With so much on the line, the Australian Open Women’s Final was bound to be a thriller and so it proved, with the World’s No 1 and 2 vying for the top spot and their first piece of Grand Slam silverware.
After just short of three hours of mighty battle, it was Caroline Wozniacki who won the day over Simona Halep in a thrilling contest in three gruelling sets.
It is a dream come true, I’m just taking a second here to hug Daphne. To be here today is a dream come true. It’s a very emotional moment. The fans have been incredible all week, thanks everybody for coming out and supporting us. It’s been an incredible two weeks. Thank you Caroline Wozniacki
Halep has spent most of the past year conquering her demons and making her way to pinnacle of the game, while Wozniacki, too, has re-invented herself to become a major force to be reckoned with after a dramatic dip in form.
Both saved match points en route to the championship match, marking the first time in the Open Era, that has happened to both finalist at a Grand Slam.
Wozniacki led their head-to-head 4-2 going into the final, the Dane having won their two most recent encounters, at the 2017 WTA Finals and in Eastbourne in 2017.
She was the faster out of the blocks getting off to a fast start, racing into a 3-0 and 4-1 lead with some powerful serving and stunning baseline rallying before Halep checked her with some dogged determination to narrow the gap.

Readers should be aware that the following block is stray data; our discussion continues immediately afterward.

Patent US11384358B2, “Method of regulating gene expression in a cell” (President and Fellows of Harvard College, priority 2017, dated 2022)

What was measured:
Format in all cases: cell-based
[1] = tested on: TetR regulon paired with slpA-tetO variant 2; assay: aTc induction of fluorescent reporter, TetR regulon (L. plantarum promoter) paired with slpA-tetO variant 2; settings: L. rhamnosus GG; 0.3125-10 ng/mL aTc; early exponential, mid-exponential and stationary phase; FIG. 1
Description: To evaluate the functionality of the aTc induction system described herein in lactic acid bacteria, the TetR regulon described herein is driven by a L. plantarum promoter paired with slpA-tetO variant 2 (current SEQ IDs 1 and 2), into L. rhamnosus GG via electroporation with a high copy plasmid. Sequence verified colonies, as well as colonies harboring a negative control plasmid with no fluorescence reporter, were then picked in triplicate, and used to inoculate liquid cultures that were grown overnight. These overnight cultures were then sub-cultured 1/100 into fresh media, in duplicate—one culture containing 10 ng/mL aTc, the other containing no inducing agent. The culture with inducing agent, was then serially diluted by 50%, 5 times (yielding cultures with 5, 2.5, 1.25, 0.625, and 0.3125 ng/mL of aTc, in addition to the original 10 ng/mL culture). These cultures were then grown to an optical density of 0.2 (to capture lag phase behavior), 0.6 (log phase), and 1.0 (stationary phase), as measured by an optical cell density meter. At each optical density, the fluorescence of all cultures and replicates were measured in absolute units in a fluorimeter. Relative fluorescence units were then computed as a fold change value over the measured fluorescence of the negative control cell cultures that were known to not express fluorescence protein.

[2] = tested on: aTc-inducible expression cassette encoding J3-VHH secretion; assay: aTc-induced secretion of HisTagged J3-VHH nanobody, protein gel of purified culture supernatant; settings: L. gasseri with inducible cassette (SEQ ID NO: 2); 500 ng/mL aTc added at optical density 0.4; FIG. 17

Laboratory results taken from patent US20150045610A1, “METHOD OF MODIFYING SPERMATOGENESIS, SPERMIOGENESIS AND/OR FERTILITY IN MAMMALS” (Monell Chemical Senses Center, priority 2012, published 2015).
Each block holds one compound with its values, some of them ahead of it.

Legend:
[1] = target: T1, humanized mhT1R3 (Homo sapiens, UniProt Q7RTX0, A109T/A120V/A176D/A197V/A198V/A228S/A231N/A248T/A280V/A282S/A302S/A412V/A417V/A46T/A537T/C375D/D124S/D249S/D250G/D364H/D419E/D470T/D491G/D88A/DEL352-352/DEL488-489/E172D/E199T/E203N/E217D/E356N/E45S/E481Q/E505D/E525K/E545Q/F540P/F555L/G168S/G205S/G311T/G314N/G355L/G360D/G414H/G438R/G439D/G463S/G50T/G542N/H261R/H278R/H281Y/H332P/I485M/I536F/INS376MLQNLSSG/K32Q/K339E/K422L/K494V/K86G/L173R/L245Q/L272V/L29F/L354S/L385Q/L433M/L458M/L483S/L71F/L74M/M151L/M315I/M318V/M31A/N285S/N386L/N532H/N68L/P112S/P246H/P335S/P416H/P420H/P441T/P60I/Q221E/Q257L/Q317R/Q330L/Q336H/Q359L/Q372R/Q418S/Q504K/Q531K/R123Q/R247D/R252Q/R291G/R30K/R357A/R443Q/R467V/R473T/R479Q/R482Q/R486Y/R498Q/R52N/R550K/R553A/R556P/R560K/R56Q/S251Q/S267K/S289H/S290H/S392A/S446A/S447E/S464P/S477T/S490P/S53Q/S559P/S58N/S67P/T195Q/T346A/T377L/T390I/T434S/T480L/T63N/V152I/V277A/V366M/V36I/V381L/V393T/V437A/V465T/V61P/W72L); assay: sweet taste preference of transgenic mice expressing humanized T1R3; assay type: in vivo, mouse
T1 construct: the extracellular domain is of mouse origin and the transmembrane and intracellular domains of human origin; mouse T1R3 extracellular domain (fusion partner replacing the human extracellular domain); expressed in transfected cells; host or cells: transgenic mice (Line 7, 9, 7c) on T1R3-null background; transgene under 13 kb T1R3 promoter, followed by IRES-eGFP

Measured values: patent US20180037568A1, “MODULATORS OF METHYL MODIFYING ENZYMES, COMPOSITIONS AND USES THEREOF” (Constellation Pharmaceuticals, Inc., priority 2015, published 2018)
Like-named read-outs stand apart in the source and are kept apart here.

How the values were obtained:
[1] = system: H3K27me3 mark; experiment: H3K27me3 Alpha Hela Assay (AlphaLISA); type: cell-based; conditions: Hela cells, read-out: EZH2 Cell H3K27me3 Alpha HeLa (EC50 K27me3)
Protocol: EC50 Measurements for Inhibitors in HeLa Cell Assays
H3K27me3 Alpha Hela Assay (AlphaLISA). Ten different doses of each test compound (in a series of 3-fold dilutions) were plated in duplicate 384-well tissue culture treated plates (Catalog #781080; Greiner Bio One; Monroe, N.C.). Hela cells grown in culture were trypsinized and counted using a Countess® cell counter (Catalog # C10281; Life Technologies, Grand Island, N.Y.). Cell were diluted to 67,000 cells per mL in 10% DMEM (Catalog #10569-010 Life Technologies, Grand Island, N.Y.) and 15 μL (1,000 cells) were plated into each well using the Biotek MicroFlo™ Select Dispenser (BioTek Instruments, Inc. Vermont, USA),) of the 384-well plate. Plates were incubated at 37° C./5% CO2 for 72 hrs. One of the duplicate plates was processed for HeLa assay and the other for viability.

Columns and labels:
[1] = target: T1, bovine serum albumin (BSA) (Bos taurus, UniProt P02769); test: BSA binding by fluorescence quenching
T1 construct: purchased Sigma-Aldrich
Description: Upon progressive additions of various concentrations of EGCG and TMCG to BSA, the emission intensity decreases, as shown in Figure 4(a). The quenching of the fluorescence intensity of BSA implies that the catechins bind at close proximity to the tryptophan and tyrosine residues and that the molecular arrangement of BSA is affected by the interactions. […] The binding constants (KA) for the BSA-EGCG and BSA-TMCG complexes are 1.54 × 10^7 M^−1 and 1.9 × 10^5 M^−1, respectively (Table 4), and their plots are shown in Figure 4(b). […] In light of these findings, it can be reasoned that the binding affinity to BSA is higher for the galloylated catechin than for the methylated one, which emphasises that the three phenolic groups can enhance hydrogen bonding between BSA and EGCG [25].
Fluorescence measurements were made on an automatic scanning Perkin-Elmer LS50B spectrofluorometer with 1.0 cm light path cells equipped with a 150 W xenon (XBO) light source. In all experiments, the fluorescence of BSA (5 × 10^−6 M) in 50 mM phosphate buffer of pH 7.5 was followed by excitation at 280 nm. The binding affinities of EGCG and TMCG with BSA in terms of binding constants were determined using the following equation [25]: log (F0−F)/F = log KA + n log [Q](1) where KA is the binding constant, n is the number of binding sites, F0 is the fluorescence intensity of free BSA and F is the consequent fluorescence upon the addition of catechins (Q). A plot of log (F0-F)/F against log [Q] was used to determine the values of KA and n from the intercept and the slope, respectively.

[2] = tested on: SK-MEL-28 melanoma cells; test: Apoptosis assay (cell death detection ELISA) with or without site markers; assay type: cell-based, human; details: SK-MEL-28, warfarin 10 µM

The signs were ominous as every time Woznicki went short, Halep punished her, and the Romanian was deadly at the net.
Although the Dane held for 5-2 as Halep struggled to get her first serve firing, the Romanian clung on and managed to create three break points as Wozniacki wobbled.
It was the start of a great fight-back, with Halep clawing her way to level at 5-5 when both held serve into the tiebreak.
At just past 8pm local time and still a humid and sticky 31C, Wozniacki’s transformation from a brilliant defender into an aggressive player, backed up by a newly-found big serve and a punchier forehand came to the fore as she carved her way to a 4-1 lead in the breaker.
Landing her first serves and pushing Halep all over the court, Wozniacki only dropped one further point before securing the opener, 7-2.
Halep had been broken in her first service game to go down a quick 2-0 and Wozniacki hadn’t faced any pressure on her serve until the ninth game when she went down 0-40 and faced triple break point.